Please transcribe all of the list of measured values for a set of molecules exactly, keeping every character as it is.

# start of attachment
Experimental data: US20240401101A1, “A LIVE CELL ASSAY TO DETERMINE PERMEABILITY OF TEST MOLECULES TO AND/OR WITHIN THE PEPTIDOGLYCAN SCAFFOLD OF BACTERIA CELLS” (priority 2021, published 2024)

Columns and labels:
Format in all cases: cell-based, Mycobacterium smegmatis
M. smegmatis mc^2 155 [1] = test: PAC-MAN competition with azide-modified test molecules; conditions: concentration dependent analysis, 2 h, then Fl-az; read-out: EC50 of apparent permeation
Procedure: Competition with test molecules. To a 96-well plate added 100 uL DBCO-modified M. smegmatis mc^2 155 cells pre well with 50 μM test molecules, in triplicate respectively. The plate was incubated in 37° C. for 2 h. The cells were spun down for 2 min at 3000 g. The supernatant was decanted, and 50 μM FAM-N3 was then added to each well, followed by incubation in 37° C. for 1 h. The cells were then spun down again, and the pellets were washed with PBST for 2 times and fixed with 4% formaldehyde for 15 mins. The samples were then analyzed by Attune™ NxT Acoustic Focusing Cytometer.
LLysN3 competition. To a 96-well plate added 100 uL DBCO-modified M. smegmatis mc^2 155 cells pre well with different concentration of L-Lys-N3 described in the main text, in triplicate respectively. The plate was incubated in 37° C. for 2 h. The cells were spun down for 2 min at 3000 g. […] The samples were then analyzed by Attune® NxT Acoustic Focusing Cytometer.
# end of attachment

Experimental data: US20240401101A1, “A LIVE CELL ASSAY TO DETERMINE PERMEABILITY OF TEST MOLECULES TO AND/OR WITHIN THE PEPTIDOGLYCAN SCAFFOLD OF BACTERIA CELLS” (priority 2021, published 2024)

Columns and labels:
Format in all cases: cell-based, Mycobacterium smegmatis
M. smegmatis mc^2 155 [1] = test: PAC-MAN competition with azide-modified test molecules; conditions: concentration dependent analysis, 2 h, then Fl-az; read-out: EC50 of apparent permeation
Procedure: Competition with test molecules. To a 96-well plate added 100 uL DBCO-modified M. smegmatis mc^2 155 cells pre well with 50 μM test molecules, in triplicate respectively. The plate was incubated in 37° C. for 2 h. The cells were spun down for 2 min at 3000 g. The supernatant was decanted, and 50 μM FAM-N3 was then added to each well, followed by incubation in 37° C. for 1 h. The cells were then spun down again, and the pellets were washed with PBST for 2 times and fixed with 4% formaldehyde for 15 mins. The samples were then analyzed by Attune™ NxT Acoustic Focusing Cytometer.
LLysN3 competition. To a 96-well plate added 100 uL DBCO-modified M. smegmatis mc^2 155 cells pre well with different concentration of L-Lys-N3 described in the main text, in triplicate respectively. The plate was incubated in 37° C. for 2 h. The cells were spun down for 2 min at 3000 g. […] The samples were then analyzed by Attune® NxT Acoustic Focusing Cytometer.